Paternity issues present many problems if the father is not willing to accept responsibility or does not believe himself to be the father of a child. A woman who wants the child’s father on the birth certificate has little problem if the father will consent. A Voluntary Paternity action can be filed with the Deputy Clerk if the mother was not married at the time the baby was born or 10 months before the birth of the child.
If the father is in agreement, forms can be acquired at the Self Service Center in Arizona and filled out to drop at the FC File Counter. In most cases, the Clerk will sign an Order Establishing Paternity when the forms are presented.
Should the father not agree to the paternity, a Petition for Paternity must be filed at the FC File Counter. All the pertinent forms can be received at the Self Service Center. The petitioner should have the original forms and two copies made for filing. Once the filing is done, the petitioner must serve the papers, if the father refuses to sign the Acceptance of Service, by way of the Sheriff’s Department or a process server.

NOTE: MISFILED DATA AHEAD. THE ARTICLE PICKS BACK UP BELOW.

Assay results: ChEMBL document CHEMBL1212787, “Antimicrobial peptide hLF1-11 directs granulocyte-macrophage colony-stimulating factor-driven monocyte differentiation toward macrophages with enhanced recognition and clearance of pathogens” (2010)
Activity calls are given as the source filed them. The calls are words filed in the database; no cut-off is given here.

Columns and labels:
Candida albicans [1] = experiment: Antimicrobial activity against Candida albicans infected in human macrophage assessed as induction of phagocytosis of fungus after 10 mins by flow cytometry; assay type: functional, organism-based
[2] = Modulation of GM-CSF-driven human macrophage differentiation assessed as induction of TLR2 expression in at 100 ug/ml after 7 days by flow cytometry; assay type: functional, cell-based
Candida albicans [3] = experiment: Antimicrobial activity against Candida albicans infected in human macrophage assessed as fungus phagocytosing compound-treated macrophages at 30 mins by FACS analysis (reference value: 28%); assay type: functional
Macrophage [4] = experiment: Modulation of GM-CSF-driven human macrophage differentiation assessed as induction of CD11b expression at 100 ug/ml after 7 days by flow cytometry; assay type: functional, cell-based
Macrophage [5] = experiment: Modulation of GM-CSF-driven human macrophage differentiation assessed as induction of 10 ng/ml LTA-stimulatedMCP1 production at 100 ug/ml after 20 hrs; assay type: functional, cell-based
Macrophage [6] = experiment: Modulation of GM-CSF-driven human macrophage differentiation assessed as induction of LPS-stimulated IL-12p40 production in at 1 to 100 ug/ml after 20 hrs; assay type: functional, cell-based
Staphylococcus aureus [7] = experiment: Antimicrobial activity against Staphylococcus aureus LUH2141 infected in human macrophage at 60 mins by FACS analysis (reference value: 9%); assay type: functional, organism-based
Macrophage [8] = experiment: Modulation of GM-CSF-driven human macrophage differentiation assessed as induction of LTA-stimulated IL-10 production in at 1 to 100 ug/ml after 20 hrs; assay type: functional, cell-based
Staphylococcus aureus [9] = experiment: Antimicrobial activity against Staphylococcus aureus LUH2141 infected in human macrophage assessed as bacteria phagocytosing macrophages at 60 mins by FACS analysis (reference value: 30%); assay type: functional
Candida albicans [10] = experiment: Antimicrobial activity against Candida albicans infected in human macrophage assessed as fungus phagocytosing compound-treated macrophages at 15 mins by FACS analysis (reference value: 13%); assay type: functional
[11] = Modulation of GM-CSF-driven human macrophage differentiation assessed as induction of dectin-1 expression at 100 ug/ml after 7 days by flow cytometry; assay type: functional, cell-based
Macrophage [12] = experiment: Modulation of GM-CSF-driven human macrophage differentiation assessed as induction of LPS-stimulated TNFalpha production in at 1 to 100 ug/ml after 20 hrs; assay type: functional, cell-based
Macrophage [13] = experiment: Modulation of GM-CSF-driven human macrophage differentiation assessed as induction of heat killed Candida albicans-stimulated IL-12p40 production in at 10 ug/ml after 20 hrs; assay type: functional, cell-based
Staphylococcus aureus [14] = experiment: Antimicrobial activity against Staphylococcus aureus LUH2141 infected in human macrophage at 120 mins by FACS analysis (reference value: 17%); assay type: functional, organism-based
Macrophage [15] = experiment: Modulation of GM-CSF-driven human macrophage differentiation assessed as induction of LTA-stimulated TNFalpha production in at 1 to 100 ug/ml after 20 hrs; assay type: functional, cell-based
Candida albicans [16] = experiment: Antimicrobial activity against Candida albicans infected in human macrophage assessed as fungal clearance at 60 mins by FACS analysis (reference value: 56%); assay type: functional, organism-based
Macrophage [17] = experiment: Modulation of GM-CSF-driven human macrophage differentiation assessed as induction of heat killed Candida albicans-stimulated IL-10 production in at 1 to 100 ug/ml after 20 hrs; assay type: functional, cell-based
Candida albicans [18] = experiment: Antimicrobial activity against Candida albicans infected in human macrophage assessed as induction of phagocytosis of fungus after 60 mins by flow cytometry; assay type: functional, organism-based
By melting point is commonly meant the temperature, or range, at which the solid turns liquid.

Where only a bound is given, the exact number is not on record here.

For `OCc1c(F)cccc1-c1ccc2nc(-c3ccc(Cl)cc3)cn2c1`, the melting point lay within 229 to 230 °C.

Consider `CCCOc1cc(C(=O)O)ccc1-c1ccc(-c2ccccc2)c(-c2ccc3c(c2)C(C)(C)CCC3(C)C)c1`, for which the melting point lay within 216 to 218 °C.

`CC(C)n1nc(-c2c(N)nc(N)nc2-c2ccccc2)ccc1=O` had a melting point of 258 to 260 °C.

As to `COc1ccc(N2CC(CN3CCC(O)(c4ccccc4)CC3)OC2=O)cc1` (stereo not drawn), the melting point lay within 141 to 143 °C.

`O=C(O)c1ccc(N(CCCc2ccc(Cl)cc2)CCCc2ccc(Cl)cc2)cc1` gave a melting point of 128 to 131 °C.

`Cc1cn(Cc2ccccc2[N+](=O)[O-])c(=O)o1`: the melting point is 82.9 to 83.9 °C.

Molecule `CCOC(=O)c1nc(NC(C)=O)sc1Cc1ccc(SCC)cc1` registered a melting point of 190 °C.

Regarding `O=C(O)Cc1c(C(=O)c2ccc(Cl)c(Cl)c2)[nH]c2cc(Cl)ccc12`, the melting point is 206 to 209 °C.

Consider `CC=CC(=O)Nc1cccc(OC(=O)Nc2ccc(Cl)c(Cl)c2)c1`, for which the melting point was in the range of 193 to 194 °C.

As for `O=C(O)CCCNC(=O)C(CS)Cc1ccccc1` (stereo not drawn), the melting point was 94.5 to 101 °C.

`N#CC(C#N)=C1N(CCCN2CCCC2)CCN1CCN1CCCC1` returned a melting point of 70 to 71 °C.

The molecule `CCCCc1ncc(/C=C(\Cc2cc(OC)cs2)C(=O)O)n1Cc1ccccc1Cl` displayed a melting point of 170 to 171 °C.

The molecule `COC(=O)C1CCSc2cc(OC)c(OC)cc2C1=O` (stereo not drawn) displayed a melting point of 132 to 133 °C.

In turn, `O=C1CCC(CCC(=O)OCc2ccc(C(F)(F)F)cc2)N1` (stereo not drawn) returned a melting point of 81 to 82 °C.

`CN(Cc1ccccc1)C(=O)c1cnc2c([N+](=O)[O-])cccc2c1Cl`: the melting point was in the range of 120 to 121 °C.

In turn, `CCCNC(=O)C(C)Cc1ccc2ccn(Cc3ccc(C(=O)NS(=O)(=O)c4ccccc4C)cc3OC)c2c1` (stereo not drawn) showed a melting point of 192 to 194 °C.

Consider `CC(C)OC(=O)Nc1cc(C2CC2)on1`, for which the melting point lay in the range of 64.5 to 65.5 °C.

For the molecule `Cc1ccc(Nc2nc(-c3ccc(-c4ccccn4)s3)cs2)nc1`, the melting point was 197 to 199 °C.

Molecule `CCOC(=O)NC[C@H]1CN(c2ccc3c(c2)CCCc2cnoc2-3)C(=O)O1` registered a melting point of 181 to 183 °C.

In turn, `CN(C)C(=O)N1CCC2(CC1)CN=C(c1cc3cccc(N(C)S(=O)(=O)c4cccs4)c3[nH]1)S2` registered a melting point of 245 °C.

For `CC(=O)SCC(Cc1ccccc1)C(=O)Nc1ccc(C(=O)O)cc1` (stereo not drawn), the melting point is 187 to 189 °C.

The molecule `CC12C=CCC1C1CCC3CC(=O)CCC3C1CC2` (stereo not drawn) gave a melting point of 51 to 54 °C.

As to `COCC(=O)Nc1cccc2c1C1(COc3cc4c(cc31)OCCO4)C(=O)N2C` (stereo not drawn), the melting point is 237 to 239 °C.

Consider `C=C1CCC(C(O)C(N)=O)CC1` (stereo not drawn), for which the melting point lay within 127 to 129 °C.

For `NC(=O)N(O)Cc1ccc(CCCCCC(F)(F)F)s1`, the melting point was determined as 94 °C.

If the man served lives within the state of Arizona, papers may be served by certified mail or a courier service. The father must sign for the papers. After filing the papers and serving the father, the next step is to wait for the outcome.
An individual who wishes to establish paternity personally when either the father or mother are deceased will need to seek the assistance of an attorney because the state has no established procedure for this. If you would like to speak with a Phoenix Divorce Attorney, please call Mike Skupin at the Skupin Law Group.